Site 1070 lies over an elongated basement ridge about 15 km east of the crest of the J magnetic anomaly and 20 km west of the peridotite ridge. Both ridges lie parallel to the continental margin. The main objective at this site was to sample oceanic basement to characterize the chemistry and melting of the early formed oceanic crust.
The principal result from Hole 1070A is that the basement consists of pegmatitic gabbro overlying serpentinized peridotite intruded by gabbroic veinlets that have been highly altered to low-grade or very low-grade assemblages. Contrary to expectations, no rocks from the upper oceanic crust (basaltic lavas or sheeted dikes) were encountered. Protolith assemblages suggest that the peridotites were lherzolites, harzburgites, and dunites.
A 59.34-m-thick, lower Oligocene to Aptian sedimentary succession was cored at Site 1070 (Fig. 9). It is divided into three lithostratigraphic units. Coring commenced in the 20-m-thick Subunit IIC which consists of upward-darkening sequences of calcareous to nannofossil claystone overlain by claystone that were deposited as calcareous turbidites and noncarbonate hemipelagites, probably near or below the CCD. The 39 m of brown claystones in Unit III are interpreted to be the product of slow accumulation of clay in an oxygenated environment on the abyssal plain below the CCD. The manganese content in the claystones and the micronodules also indicate a low rate of deposition. Thin beds of sand near the base may have been deposited as turbidites (one is normally graded) and may be distal equivalents of the high-density turbidites present in Subunit IIIB at Site 897.
The boundary between Units III and IV occurs at the change from brown claystone to nannofossil claystone in Section 7R-2 (17 cm). Matrix-supported sedimentary breccias are interbedded with a 0.4-m-thick nannofossil chalk in Unit IV. The breccias are 3-4 cm thick and normally graded. They were probably deposited as small debris flows or turbidites that transported locally derived material relatively short distances. The chalk is pelagic in origin and was deposited above the CCD. The petrographic features of the calcareous chalks interbedded with the breccias strongly suggest that their constituent calcite grains are largely detrital. The likely source of the calcite clasts is the underlying calcitized basement material.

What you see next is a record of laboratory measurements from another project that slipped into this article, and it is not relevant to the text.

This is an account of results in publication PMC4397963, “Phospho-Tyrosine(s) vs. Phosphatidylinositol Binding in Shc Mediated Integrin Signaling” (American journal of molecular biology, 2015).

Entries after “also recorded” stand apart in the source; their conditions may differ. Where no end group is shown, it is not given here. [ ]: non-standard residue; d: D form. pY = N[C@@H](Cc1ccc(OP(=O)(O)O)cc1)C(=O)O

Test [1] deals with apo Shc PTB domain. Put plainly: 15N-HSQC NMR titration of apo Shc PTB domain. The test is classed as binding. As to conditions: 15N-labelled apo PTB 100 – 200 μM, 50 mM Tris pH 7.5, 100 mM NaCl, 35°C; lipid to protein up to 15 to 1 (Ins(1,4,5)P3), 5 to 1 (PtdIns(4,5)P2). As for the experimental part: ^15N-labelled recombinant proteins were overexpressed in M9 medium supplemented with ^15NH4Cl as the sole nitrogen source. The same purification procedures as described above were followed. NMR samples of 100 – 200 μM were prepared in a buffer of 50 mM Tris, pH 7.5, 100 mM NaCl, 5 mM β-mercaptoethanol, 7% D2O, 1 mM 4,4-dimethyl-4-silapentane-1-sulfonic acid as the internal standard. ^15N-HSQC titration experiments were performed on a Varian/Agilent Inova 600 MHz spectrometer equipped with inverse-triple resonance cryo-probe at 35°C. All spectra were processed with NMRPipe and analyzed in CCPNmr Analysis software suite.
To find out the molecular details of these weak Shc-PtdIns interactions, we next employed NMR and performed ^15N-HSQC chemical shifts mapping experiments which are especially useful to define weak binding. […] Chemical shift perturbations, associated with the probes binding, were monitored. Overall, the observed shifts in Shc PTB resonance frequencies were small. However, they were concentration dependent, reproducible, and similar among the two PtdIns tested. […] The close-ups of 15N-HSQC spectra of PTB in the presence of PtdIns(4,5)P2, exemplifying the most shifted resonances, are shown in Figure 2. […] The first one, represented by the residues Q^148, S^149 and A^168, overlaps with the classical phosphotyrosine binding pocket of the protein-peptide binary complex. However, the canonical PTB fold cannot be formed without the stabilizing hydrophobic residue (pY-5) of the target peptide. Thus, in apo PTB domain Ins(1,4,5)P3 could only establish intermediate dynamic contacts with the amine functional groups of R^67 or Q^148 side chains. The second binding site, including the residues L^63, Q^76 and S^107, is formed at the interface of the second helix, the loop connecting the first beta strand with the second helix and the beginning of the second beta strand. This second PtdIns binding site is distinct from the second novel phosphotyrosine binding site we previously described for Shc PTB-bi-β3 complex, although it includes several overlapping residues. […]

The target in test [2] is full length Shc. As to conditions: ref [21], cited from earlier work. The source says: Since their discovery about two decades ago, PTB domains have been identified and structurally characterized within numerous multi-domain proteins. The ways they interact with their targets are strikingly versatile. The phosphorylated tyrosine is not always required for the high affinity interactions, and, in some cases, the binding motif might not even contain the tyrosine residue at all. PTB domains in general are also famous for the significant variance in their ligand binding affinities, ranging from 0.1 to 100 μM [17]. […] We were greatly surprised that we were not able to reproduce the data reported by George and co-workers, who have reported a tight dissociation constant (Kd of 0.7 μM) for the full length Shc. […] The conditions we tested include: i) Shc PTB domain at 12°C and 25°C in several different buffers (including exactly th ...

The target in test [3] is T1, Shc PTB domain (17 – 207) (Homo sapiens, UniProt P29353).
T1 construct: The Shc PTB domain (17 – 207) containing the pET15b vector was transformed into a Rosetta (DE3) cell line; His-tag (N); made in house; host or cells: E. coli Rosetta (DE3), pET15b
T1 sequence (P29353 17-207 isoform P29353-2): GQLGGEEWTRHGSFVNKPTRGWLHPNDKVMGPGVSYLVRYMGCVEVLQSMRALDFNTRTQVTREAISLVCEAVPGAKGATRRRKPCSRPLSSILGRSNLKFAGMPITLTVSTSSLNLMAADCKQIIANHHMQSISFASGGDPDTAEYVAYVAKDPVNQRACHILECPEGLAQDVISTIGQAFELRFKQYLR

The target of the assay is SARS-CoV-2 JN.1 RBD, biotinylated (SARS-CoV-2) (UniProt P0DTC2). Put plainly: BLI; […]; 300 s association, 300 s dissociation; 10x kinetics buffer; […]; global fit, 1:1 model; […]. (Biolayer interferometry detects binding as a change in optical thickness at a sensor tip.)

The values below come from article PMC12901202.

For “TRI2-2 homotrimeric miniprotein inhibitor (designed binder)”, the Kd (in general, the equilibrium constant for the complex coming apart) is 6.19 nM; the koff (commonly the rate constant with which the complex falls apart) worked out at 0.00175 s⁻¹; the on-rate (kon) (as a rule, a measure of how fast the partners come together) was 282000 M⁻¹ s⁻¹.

This site was located in deeper water, farther from turbidite sources, and over a higher basement high than the other sites drilled in this area. Consequently the cores recovered more hemipelagic sediments and less carbonate than in equivalent sections at the other sites, and calcareous fossils were recovered only near the top (Paleogene) and bottom (Lower Cretaceous) portions of the cored sequence. In between, most of lithostratigraphic Unit III is barren. Calcareous benthic foraminifers occur sporadically only between Samples 1070A-1R-1, 43-48 cm and 3R-CC. Agglutinated benthic foraminifers and ichthyoliths occur consistently throughout the cored section from Sample 1070A-1R-1, 43-48 cm through Sample 7R-CC with the exception of Sample 5R-CC, which is barren of foraminifers. The recovery of agglutinated foraminiferal assemblages characteristic of deep water habitats, and the paucity of sediment input of grain size larger than 63 microns suggests that the environment of deposition was probably at bathyal depths during the Aptian.
The basement at Site 1070 is divided into two units, reflecting the dominant petrological features of each (Fig. 9). Basement Unit 1 is found in Cores 7R through 8R and consists of matrix-supported serpentinized peridotite breccias. The clasts consist mainly of serpentinized peridotite with variable amounts of pyroxenes and, in a few cases, of weakly deformed, coarse-grained gabbro. The matrix consists of several generations of calcite, including spherical aggregates (botryoidal calcite). Serpentinization preceded calcite precipitation (serpentinite mesh structures are cut by calcite veins). Abundant "jigsaw" clasts and the transition downward into an incohesive fault gouge suggest a tectonic origin for these breccias. Pervasive calcitization of the matrix and calcite veining indicate that deformation was assisted by fluid flow. The occurrence of tectonosedimentary breccias and gouge on top of serpentinized peridotite, commonly observed during Legs 149 (Site 897) and 173 (Sites 1068 and 1070), is related to a late stage of emplacement of the ultramafic rocks on the seafloor. However, to what extent the breccias are formed by sedimentary processes and/or result from brecciation along fault planes is not yet clear.